The bar chart in Figure 3 provides Figure 3 a graphic illustration of the most recent five-year results. The sectors Percentage Change in Employment by Sector, are sorted, with New York’s best 2007-2012 performing sectors at the top and the worst at the bottom. The sectors Leisure and Hospitality with gains are all service-oriented Education and Health while those seeing losses include Other Services both service- and goods-producing Professional Services sectors. The larger decline in Trade, Transportation & Utilities US construction at the national level Government NY is due to the housing construction Information collapse associated with the Great Financial Activities Recession, which hit many other Construction states harder than New York. The Mining and Logging large increase in employment at the Manufacturing national level in the mining and -30% -20% -10% 0% 10% 20% logging sector is related to increases Source: U.S. Bureau of Labor Statistics, annual data, not seasonally adjusted in natural resource extraction. Manufacturing declined at both the national and State levels, with New York dropping slightly more than the U.S. as a whole.1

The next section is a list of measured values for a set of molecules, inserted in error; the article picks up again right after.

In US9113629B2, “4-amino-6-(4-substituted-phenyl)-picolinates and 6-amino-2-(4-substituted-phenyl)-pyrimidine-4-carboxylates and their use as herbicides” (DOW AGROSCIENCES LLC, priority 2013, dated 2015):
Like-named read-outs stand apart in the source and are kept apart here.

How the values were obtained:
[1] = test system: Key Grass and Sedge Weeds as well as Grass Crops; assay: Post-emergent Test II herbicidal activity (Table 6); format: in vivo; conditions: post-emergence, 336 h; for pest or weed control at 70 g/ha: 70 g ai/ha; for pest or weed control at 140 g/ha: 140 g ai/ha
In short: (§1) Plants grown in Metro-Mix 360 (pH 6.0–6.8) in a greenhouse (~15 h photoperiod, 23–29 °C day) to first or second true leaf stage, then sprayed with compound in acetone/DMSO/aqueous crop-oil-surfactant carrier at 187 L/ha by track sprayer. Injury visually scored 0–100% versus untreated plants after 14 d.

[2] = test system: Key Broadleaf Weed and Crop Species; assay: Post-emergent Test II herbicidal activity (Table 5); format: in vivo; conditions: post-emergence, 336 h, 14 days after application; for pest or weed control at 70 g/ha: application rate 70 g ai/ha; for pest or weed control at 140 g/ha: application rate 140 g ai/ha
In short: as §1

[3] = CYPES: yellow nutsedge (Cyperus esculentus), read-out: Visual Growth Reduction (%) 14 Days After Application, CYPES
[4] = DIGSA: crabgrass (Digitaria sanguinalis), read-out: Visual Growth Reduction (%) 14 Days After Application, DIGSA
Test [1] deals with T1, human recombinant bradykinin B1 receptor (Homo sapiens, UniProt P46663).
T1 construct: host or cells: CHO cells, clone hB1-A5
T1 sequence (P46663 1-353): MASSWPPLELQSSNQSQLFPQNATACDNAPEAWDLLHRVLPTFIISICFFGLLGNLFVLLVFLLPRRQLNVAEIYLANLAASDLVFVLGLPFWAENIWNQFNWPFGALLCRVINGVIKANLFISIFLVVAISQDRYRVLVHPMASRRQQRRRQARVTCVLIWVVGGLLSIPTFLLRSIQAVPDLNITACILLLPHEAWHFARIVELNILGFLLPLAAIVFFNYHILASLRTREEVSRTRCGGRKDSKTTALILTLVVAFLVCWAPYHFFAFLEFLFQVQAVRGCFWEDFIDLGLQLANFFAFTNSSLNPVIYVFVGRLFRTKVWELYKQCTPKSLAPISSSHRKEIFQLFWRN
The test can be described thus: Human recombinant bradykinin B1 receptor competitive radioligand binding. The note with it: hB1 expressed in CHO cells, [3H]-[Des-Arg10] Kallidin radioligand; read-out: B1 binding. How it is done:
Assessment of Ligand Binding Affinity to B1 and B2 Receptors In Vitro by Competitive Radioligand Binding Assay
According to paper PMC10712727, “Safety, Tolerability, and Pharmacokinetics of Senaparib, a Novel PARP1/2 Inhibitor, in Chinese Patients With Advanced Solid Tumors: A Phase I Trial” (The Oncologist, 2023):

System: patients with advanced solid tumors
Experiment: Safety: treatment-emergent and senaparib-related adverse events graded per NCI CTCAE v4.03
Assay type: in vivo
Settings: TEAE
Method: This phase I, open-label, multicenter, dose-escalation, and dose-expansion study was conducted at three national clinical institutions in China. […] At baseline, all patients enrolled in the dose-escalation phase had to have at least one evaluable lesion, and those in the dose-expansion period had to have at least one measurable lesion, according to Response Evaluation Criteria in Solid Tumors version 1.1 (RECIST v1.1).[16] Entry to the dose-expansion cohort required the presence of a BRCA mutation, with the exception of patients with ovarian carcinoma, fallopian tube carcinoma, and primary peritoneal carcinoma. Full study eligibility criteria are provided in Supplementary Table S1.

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30%

1

For a more detailed review of changes in New York’s manufacturing base, see The Changing Manufacturing Sector in Upstate New York: Opportunities for Growth, Office of the State Comptroller, June 2010, available at http://www.osc.state.ny.us/localgov/ pubs/research/manufacturingreport.pdf.

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Employment Trends in New York State

Figure 4

Annual Change in Total Private Sector Employment, 2000-2012